April 28, 2023 By Sarah Ritchie, The Canadian Press
OTTAWA — Military and foreign affairs officials said Thursday Canada expects to send additional planes to help evacuate people from Sudan in the coming days but the volatile situation on the ground is making planning difficult.
The first two Canadian-operated evacuation planes left Khartoum Thursday carrying 118 people, including both Canadians and citizens of allied nations. Two hundred Canadians had previously escaped with the help of allies including Germany, the United States and the United Kingdom.
Global Affairs Canada says about 1,800 Canadians registered their presence in Sudan and just over 100 Canadians still there have asked for help to flee. Several hundred others have asked for assistance on the ground but currently want to stay.
Most of them in the capital of Khartoum.
Defence Minister Anita Anand was pleased with the news some flights had succeeded but called the whole situation “volatile” with intermittent power and communications systems.
“The situation is extremely dangerous in Sudan and key civilian infrastructure is necessary for any evacuation of non-combatants in this situation,” she said.
She said there are 200 Canadian military personnel involved in the missions and they are working as quickly as possible. Two Canadian navy ships are in in the vicinity but movement to the sea by land is risky.
Vice-Admiral Bob Auchterlonie, commander of the Canadian Joint Operations Command, said for now allied planes are not being targeted.
“We will continue evacuations as long as we can support Global Affairs Canada — that being said, it’s a very tenuous situation on the ground,” he said.
Violence erupted in Sudan last week between its army and a paramilitary force.
At least 512 people, including civilians and combatants, have been killed since April 15, with another 4,200 wounded, according to the Sudanese Health Ministry. The Doctors’ Syndicate, which tracks civilian casualties, has recorded at least 295 civilians killed and 1,790 wounded.
A ceasefire has brought some calm, though the fighting continues. Auchterlonie said Canada and its allies are concerned the end of that ceasefire Thursday night may bring an escalation in violence.
Already the two flights Canada has successfully flown out were not full because of increasing extortion of people who are trying to flee to the main airfield in Khartoum.
“There are concerns about leaving in darkness to get to the airport,” said Julie Sunday, the assistant deputy minister for emergency management at Global Affairs.
“All of our allies have noted to us that they have faced the same issues.”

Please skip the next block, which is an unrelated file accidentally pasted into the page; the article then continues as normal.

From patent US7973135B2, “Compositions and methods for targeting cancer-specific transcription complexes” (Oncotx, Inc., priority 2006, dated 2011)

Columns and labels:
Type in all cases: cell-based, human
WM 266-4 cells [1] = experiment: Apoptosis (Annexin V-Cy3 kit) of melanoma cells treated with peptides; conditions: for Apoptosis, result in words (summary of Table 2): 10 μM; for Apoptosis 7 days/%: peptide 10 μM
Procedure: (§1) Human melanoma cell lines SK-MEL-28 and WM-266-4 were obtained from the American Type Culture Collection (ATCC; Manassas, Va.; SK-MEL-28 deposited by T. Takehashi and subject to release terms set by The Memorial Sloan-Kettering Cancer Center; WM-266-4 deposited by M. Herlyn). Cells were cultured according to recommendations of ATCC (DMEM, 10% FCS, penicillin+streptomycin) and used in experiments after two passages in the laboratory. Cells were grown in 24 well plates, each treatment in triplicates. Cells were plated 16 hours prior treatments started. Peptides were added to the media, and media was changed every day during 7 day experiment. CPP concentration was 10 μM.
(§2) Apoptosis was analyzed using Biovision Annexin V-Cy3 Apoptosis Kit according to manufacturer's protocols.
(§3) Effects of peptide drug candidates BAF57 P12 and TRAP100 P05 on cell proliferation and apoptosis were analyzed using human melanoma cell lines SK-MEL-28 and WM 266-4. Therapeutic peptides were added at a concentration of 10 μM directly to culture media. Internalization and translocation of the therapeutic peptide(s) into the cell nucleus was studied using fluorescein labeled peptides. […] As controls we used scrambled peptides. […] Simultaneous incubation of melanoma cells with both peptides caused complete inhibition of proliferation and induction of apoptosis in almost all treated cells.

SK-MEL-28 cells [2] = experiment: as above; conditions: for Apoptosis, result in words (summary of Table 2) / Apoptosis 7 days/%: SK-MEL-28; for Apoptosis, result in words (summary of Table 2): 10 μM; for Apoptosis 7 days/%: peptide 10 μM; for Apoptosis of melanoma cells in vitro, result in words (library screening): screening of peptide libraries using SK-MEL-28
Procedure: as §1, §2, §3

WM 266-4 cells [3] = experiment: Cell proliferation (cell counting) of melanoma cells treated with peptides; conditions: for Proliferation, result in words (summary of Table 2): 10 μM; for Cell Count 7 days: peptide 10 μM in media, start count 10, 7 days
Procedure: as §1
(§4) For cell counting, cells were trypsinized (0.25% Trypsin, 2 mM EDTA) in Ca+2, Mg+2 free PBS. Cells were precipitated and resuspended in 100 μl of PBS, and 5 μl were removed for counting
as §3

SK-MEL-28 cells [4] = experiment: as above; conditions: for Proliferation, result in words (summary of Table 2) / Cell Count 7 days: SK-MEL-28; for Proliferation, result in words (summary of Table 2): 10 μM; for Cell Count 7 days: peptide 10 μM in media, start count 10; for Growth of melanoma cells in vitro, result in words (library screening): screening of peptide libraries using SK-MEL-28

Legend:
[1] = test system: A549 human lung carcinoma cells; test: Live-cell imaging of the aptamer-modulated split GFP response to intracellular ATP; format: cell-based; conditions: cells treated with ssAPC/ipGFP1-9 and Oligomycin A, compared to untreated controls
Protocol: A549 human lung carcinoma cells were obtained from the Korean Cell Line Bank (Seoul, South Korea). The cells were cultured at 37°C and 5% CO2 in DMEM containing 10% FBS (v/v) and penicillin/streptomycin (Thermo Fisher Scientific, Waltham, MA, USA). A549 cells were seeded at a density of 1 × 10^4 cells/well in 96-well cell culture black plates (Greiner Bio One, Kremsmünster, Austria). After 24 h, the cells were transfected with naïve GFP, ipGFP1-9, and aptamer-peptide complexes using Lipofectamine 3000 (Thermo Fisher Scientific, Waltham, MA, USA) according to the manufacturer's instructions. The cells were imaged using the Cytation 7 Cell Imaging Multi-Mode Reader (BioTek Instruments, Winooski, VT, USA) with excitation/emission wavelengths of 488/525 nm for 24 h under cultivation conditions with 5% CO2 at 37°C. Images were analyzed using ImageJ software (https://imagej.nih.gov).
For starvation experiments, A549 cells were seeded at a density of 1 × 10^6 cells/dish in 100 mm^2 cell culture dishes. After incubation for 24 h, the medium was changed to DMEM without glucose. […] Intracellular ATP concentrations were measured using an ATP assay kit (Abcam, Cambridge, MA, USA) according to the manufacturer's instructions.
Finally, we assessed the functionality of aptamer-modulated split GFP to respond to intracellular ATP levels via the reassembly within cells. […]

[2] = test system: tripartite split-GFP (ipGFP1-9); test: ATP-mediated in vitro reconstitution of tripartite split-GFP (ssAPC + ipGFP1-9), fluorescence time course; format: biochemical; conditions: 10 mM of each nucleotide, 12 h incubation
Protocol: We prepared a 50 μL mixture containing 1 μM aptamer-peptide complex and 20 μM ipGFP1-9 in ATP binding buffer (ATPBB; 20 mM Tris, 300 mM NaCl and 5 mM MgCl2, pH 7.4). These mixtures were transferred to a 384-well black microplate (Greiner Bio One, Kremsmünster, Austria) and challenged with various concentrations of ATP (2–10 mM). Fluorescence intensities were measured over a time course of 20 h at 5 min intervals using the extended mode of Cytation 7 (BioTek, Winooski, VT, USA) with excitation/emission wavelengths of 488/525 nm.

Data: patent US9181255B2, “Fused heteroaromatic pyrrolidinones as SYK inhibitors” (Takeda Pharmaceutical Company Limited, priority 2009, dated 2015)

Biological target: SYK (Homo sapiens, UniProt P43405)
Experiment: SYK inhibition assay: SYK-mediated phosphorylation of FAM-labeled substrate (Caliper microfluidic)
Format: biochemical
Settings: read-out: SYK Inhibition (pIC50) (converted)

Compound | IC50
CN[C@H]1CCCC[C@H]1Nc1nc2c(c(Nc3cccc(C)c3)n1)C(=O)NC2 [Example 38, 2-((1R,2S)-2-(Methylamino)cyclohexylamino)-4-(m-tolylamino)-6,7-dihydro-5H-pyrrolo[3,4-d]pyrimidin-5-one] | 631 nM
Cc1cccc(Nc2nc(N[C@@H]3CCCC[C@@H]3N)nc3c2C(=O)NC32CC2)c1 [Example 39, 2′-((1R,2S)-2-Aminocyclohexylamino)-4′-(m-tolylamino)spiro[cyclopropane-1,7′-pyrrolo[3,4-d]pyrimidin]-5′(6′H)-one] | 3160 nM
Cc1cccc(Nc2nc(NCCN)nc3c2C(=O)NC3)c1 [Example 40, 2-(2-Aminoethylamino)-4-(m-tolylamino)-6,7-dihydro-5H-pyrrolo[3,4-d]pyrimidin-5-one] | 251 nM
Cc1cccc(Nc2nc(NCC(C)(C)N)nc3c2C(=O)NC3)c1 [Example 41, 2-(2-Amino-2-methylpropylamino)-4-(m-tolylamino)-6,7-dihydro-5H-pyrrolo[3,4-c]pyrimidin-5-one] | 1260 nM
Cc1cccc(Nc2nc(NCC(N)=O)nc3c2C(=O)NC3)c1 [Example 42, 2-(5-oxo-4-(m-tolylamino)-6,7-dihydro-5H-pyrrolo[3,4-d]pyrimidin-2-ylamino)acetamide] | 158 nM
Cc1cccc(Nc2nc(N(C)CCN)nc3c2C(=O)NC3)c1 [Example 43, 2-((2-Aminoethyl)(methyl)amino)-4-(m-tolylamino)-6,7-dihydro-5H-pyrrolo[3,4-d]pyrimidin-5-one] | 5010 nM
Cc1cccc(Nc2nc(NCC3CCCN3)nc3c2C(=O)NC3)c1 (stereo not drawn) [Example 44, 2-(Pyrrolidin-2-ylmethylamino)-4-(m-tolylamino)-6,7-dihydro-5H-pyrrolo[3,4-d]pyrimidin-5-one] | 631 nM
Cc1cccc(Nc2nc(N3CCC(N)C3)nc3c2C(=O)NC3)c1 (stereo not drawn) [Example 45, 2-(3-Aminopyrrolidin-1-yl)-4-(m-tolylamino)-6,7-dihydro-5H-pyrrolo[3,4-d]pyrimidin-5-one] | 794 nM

Canada has been criticized for a slow response to the situation, but officials at a technical briefing for reporters Thursday said the suddenness of the violence took them by surprise. Auchterlonie said intelligence reports first indicated the situation in Khartoum was deteriorating about 12 days ago.
“We’ve had Canadian Armed Forces on the ground in excess of a week at this point, including our special operations forces,” he said.
“So just to counter the information that may be out there, the fact is we’re monitoring globally, working with our allies and partners and across government, to ensure we’re tracking situations around the world.”
Foreign Affairs Minister Melanie Joly said she was with her G7 nation counterparts in Japan when the violence escalated and they began working on a response immediately.
It’s of little comfort to Canadians who found themselves trapped as the fighting erupted. Mohamed Hassan was set to return home to Toronto on April 15, the same day fighting spilled into the streets of Khartoum.
The 45-year-old filmmaker registered with Global Affairs Canada but said a week passed without an evacuation plan.
He said he could hear gunshots, mortar shells and low-flying planes from his family’s home in Omdurman, a city in the capital region.
“The response I got from the Canadian government — I felt abandoned, I felt helpless. And nobody was going to do anything for me, so I had to do what I had to do,” Hassan said.
His family joined thousands of others headed north to Egypt. After several failed attempts they were able to arrange for a bus, and the harrowing trip took six days.
“There are no words to describe the experience of terror, horror and misery and fear for my life,” he said in an interview from Cairo, where he arrived on Thursday.
Cash-strapped with limited flight options, he is staying with family and trying to find a way to Toronto.
“I’m just in communication and contact with my family waiting for them to try to send me money. I don’t even have money now,” he said.
Global Affairs is helping evacuees get to a safe third country. Canadians can apply for emergency loans to help them get home, and about $170,000 has been handed out to around 70 people so far.
With files from The Associated Press, Jordan Omstead in Toronto and Keith Doucette in Enfield, N.S.